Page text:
Market Tables, in E-Tabs format on a CD, contain data for each of the measured markets. Every newspaper receives the Market Tables for its market as well as an “all markets summary”; agencies and advertisers may order these separately. Market Tables contain the following information: NEWSPAPER READERSHIP


* * * * * * *

read yesterday, 5 day cume, Saturday & Sunday readership, 6/7 day cume, weekly online readership, and total weekly readership number of last 5 weekday issues read number of last 4 Saturday and/or Sunday issues read time spent reading yesterday’s printed issue time spent reading last Saturday and/or Sunday printed issues total amount of time spent reading printed newspapers in the last week time spent reading a newspaper online in past week TV listing magazines read in past 7 days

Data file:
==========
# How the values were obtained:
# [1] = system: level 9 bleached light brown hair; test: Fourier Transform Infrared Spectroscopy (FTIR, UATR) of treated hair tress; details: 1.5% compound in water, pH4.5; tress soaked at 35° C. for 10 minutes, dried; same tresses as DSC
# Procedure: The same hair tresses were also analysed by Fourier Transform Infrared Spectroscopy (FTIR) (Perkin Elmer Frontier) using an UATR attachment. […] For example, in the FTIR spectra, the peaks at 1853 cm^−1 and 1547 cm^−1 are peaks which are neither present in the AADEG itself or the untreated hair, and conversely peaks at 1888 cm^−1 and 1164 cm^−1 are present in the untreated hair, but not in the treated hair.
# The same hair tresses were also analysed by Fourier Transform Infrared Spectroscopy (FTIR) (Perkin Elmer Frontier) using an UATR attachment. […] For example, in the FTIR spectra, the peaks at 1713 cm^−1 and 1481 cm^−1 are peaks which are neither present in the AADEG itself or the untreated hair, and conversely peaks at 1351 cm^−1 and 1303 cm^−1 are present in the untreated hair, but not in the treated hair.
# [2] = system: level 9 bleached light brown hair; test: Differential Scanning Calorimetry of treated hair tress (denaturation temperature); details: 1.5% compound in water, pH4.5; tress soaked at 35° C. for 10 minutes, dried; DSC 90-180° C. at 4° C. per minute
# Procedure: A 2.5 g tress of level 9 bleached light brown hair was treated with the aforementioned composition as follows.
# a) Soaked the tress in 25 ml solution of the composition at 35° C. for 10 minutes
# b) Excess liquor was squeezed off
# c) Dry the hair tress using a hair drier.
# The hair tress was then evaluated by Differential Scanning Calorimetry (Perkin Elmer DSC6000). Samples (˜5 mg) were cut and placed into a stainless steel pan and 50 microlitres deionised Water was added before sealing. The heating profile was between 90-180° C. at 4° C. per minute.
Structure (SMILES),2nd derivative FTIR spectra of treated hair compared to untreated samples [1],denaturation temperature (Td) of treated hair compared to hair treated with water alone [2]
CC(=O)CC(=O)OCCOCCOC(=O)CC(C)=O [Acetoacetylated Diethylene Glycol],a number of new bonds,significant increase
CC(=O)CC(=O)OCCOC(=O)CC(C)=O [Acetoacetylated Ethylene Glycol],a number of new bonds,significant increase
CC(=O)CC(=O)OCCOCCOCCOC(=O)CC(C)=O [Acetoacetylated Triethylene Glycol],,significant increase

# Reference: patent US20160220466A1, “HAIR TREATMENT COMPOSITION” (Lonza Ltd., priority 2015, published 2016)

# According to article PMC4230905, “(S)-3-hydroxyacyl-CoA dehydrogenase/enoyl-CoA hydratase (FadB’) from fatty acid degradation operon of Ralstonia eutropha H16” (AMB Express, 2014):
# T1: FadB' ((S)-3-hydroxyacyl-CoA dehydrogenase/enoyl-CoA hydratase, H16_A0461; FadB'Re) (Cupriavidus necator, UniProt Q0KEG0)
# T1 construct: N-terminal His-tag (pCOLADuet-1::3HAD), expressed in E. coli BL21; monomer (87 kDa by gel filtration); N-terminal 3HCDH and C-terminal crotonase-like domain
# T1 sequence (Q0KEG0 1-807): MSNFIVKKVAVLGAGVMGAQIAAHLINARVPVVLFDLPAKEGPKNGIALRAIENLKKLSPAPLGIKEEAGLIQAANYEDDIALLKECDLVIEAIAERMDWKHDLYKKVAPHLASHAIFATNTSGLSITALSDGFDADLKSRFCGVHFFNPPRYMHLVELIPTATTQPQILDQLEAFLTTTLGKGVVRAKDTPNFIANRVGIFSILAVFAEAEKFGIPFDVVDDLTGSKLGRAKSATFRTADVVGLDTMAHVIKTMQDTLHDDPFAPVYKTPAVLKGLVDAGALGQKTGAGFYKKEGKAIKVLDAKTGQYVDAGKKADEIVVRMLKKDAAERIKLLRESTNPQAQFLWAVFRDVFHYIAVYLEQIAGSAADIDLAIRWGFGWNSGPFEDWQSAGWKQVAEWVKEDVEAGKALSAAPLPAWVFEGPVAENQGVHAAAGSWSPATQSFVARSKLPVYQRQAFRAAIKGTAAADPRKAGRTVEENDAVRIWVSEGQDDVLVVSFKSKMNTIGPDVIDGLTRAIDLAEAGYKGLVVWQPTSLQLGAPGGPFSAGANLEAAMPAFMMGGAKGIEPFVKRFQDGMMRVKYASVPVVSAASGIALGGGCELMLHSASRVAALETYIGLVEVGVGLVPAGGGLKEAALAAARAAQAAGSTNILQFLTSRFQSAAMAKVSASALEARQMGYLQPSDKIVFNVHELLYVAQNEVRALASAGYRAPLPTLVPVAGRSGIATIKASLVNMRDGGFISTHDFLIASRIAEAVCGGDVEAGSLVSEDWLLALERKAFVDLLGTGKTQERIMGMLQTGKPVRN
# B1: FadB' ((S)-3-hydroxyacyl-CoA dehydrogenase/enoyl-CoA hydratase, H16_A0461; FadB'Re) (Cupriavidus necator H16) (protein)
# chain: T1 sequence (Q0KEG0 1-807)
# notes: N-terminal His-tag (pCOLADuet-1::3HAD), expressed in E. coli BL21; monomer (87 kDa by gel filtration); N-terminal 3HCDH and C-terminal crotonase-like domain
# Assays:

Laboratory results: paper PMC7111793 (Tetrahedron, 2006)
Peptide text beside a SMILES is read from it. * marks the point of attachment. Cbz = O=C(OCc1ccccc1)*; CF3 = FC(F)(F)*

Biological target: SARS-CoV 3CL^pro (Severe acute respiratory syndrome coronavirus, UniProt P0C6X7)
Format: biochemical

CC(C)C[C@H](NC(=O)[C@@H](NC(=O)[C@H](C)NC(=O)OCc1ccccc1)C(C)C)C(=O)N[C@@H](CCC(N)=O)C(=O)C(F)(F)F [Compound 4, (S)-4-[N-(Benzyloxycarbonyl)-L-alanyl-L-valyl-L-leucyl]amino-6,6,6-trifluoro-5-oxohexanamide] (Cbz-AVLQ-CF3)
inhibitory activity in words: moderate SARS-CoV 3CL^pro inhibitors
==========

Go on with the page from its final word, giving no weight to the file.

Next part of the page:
* * * * * * * *

number of last 4 issues of TV listing magazines read television market quintiles radio market quintiles total time spent reading a magazine in past week total time spent on the Internet in past week total time spent watching television in past week radio stations listened to yesterday radio stations listened to last weekend



* * * * * * * * *

gender age education language spoken most often at home occupation personal & household income own or rent home type of dwelling household composition


IMS Canada (Interactive Market Systems Inc.) and Telmar HMS Ltd. are authorized by NADbank Inc. and provide NADbank members access to the database using software programmes. They have a number of programmes available and offer training to their clients. The two basic programmes are the cross-tab and the reach/frequency analysis, an overview of these programmes follows.


Cross-tabs "cross" or combine 2 or more pieces of information. They are used to: * retrieve basic information from the study, * determine who the users of a product are in order to develop a target group definition, * examine a newspaper's coverage against different target groups and other media, * retrieve information on a market or product and * retrieve "summary" data. A cross-tab example is included on page 19 to show the type of information available and how to interpret it. "summary" or "averages" data can be included in any cross-tab.